Last week was all about senses and trying to pay more attention to small things in order to maintain a sense of calm and control. I have to say it was something I found hard, as it was a particularly challenging week for my emotions.
For various reasons, I had to deal with sadness, anger, worry and grief and it all came within a few days so my stress levels were high.
I took lots of moments to breathe, to listen to music loudly and to notice the small things, like how the thistles disperse their seeds and the sound of grasshoppers in the sunshine. But there were also times where I needed that release. To cry, to be angry and then to be quiet again.
I would say that I am a fairly forgiving person but some things in life get to us, they go against our values. For me, one of those things is getting let down by people I consider friends. Those last minute cancellations, poor excuses or just finding other plans. Perhaps, I should ask are they really friends? Do I belong within their realm? But it also leads to another interesting point around not being overly sensitive, and trying to make a distinction between things that are personal and things that affect you but are not personal.
I have a sensitive nature, which means I am affected by the emotions of others around me and I tend to take things to heart. It’s one of the reasons I have found it hard to deal with constructive criticism in the workplace because, to me, it feels like a personal criticism. I’m getting better at this as time goes on but it’s something I wanted to cover in the subject of belonging because it involves partly detaching yourself from yourself in order to deal with such things.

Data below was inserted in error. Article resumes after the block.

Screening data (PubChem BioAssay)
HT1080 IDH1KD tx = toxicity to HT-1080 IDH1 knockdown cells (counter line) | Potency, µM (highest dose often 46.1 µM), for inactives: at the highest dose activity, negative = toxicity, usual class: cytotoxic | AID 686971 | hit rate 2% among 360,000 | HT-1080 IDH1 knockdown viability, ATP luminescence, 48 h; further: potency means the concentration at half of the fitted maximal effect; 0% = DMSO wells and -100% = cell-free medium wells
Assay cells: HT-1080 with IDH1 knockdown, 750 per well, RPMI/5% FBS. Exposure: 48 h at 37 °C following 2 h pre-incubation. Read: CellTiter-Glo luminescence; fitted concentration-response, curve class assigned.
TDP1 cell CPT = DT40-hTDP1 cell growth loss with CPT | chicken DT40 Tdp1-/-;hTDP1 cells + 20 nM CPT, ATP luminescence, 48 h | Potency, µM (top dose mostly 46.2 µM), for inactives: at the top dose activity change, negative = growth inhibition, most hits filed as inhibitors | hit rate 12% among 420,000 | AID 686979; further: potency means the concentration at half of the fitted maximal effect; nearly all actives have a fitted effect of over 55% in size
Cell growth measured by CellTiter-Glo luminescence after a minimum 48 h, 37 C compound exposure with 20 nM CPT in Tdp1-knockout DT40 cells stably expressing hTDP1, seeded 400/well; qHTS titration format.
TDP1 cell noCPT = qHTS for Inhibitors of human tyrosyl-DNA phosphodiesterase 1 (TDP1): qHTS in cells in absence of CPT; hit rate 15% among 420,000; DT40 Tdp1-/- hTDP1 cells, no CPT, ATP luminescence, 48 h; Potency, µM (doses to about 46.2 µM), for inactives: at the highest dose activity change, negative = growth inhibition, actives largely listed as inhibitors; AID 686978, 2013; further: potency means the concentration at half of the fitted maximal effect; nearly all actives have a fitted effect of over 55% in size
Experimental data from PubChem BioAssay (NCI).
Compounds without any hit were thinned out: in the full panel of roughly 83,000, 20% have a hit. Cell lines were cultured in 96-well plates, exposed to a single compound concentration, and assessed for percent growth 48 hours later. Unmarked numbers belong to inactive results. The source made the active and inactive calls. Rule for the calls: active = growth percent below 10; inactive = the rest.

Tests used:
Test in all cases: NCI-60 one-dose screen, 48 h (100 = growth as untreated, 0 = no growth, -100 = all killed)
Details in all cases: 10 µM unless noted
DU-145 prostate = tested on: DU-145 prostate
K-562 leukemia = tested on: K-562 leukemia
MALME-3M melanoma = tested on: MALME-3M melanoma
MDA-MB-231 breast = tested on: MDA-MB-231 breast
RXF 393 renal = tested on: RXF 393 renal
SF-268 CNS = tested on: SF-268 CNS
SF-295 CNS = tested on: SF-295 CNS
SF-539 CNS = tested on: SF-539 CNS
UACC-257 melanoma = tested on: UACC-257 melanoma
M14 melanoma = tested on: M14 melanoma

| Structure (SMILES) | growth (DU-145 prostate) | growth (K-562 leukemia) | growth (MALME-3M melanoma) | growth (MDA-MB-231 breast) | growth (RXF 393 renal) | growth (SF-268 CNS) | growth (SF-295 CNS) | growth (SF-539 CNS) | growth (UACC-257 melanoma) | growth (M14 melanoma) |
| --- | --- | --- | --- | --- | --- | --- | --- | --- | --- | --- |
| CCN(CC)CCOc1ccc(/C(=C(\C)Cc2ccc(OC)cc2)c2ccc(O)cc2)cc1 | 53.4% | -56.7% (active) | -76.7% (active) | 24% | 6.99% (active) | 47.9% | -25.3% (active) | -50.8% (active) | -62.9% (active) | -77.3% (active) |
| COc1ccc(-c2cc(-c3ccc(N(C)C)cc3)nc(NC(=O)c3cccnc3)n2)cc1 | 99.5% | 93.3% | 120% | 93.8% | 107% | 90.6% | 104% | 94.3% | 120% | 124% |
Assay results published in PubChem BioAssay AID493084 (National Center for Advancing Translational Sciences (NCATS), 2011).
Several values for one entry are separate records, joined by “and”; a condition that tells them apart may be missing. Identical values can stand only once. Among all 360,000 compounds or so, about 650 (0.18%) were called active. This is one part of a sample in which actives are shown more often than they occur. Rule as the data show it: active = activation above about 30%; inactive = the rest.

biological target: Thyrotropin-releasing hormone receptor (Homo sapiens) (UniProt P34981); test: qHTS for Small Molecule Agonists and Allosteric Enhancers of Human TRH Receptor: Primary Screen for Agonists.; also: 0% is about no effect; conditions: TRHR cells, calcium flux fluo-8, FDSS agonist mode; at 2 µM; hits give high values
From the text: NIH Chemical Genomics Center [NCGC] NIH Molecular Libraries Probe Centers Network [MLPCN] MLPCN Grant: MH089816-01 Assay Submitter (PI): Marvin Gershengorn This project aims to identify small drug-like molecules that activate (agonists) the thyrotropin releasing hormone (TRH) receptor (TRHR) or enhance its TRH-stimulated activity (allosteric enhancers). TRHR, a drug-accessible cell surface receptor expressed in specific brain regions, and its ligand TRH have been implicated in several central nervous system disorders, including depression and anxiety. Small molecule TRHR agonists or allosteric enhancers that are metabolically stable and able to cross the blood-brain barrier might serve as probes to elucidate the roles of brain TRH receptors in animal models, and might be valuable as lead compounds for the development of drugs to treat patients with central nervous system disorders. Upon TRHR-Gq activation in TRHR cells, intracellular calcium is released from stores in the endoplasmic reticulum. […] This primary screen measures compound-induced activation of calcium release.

To receive and process a criticism, you must first detach it from your personal self and put out a barrier in which to openly receive it. Barriers in this case are not blockers but more receptacles. This protective barrier makes the criticism less personal and allows you to see it from a distance for what it really is. Barriers come in different forms, they could be words, like ‘That is your opinion’, or it could be the way you receive the comments, by email or in person.
A lot of our perceptions come from the way we interpret information. Like seeing a post on Facebook of your friend having fun with another girl friend and then assuming they don’t like you as much because they didn’t invite you. Or it could be thinking your boss doesn’t think much of your work because they haven’t acknowledged it. When actually it turns out your friend saw this other girl once a year and they knew each from school, or your boss has been swamped in emails and hasn’t had chance to look at your work. We are quick to judge and slow to forgive.
So this week, thinking about perceptions, criticism and protective barriers, I am going to focus on ‘thickening my skin’. Basically, trying to let things wash over me rather than soaking under the surface and causing me to overthink things.
Some people say the best way to do this is to do more, so you don’t have time to think. However, I know that I can’t be busy 24/7 and that I need some downtime, so instead I want to receive remarks, give them space to air and then practice letting them go.
Having a protective layer around you is important but it needs to be thick enough to let things wash off. We don’t have the mental capacity to always be dealing with a stream of emotions.